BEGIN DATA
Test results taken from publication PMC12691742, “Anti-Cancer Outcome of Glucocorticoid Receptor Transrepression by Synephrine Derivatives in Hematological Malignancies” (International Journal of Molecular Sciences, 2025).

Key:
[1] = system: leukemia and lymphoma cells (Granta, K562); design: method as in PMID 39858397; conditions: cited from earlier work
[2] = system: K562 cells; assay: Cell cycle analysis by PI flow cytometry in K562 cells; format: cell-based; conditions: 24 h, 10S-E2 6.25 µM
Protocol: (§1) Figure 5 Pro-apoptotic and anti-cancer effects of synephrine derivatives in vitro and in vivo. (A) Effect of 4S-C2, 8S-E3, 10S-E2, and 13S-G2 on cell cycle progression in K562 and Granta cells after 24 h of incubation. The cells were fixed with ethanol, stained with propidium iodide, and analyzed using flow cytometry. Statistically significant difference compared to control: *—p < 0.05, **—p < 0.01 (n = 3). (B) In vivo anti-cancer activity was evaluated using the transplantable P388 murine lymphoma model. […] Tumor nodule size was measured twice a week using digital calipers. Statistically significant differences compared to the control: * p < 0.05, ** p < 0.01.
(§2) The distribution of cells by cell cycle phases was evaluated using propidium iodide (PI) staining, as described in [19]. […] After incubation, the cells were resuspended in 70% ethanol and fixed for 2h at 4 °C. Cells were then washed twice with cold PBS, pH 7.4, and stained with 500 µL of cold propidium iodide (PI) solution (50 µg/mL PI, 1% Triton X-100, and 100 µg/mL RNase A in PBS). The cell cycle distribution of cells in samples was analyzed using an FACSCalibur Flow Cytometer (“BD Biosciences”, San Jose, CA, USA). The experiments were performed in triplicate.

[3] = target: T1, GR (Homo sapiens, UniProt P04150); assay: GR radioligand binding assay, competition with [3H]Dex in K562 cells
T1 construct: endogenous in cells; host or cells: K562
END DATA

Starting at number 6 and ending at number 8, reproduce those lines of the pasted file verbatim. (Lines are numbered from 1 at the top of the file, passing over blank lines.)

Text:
(§2) The distribution of cells by cell cycle phases was evaluated using propidium iodide (PI) staining, as described in [19]. […] After incubation, the cells were resuspended in 70% ethanol and fixed for 2h at 4 °C. Cells were then washed twice with cold PBS, pH 7.4, and stained with 500 µL of cold propidium iodide (PI) solution (50 µg/mL PI, 1% Triton X-100, and 100 µg/mL RNase A in PBS). The cell cycle distribution of cells in samples was analyzed using an FACSCalibur Flow Cytometer (“BD Biosciences”, San Jose, CA, USA). The experiments were performed in triplicate.

[3] = target: T1, GR (Homo sapiens, UniProt P04150); assay: GR radioligand binding assay, competition with [3H]Dex in K562 cells
T1 construct: endogenous in cells; host or cells: K562